You can't build a strong community without shared public space. The first rule of a relationship is that you have to show up, and the great carving provides people with a means of not showing up, ever. "I don't want to talk to those people. I just want to get what I want." And when community collapses, we are left with survival of the fittest, the triumph of wealth, might makes right, and a world in which injustice is unchecked and unchallenged.

I don't have an answer for all of this. Once carving technology appears, you can't really roll the clock back. I could have forbidden the use of any personal audio devices on the bus but that wouldn't have given us back the old thing; it would have just created a new thing.

But the privatization of education has not been spurred by any new technological advance. That is a stumper for the "But other things have been changed by technology so shouldn't education be the same crowd." The desire to carve a private slice is only one of the impulses fueling the privatization movement, but carving a private slice of a public place always creates the chance for someone to make a buck, and so profiteers are always right there when the carving advocates come out. The movement to privatize and disrupt public education is a complicated storm of many different impulses, some of them sincere and heartfelt and personal, and some of the venal and grasping and greedy.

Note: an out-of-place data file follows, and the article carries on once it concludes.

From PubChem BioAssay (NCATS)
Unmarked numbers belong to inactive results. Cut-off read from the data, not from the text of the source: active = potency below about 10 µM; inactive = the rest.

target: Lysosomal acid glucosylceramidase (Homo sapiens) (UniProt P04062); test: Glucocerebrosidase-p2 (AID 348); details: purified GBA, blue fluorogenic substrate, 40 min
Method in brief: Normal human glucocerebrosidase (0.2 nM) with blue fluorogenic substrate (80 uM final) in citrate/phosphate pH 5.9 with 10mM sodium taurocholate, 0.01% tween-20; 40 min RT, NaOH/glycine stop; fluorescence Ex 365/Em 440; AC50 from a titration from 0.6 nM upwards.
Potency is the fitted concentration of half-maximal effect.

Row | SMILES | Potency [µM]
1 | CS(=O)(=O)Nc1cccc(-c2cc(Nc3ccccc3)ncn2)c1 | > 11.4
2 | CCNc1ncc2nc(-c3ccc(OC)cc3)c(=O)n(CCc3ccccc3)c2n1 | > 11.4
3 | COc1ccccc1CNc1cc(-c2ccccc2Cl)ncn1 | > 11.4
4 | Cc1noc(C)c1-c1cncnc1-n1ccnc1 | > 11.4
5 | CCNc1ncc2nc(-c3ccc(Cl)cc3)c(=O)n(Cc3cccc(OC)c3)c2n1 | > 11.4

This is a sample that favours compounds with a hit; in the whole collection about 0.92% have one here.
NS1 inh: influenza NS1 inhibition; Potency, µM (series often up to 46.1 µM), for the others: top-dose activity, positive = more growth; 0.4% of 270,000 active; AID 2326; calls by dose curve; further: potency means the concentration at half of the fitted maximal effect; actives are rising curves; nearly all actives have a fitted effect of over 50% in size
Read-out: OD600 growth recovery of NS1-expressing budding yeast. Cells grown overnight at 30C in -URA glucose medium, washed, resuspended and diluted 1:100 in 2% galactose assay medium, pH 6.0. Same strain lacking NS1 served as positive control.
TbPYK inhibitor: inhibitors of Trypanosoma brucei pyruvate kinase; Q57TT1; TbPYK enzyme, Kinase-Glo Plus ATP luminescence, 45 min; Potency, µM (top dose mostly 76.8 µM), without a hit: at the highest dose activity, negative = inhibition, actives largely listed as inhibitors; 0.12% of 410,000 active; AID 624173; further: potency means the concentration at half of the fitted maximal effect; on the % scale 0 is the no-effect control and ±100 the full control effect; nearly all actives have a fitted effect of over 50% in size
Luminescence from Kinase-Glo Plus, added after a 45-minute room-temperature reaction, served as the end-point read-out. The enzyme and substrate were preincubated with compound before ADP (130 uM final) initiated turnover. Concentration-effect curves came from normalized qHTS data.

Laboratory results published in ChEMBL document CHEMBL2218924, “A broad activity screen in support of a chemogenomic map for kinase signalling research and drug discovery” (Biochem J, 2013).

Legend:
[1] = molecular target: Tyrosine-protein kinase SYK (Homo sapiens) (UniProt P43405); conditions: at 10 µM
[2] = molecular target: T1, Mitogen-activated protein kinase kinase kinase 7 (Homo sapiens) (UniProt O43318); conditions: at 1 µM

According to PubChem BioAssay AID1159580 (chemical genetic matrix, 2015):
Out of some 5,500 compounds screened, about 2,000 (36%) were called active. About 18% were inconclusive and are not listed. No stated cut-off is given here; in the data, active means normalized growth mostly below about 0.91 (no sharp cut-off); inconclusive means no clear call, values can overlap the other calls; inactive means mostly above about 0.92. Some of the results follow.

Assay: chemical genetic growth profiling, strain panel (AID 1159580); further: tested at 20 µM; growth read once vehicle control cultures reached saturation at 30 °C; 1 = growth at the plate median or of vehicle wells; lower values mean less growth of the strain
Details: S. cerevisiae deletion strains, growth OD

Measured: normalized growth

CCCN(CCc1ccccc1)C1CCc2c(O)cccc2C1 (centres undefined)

I remain a fan of public education in no small part because it is one of the last shared public places left, even as it is being whittled away. It is a space that reflects the big unruly mess that is a democratic-ish country, and yes that means conflicts and negotiations and an unending clash of conflicting values and goals. But the proposed alternative--these people want something different so they'll just go over there by themselves--requires a continued breaking of relationships, a repeated running away from conflict in place of resolutions. In fact, a worsening of conflict, because once separated into private slices, everyone can just create cartoon strawman versions of Those People Over There to revile and deride.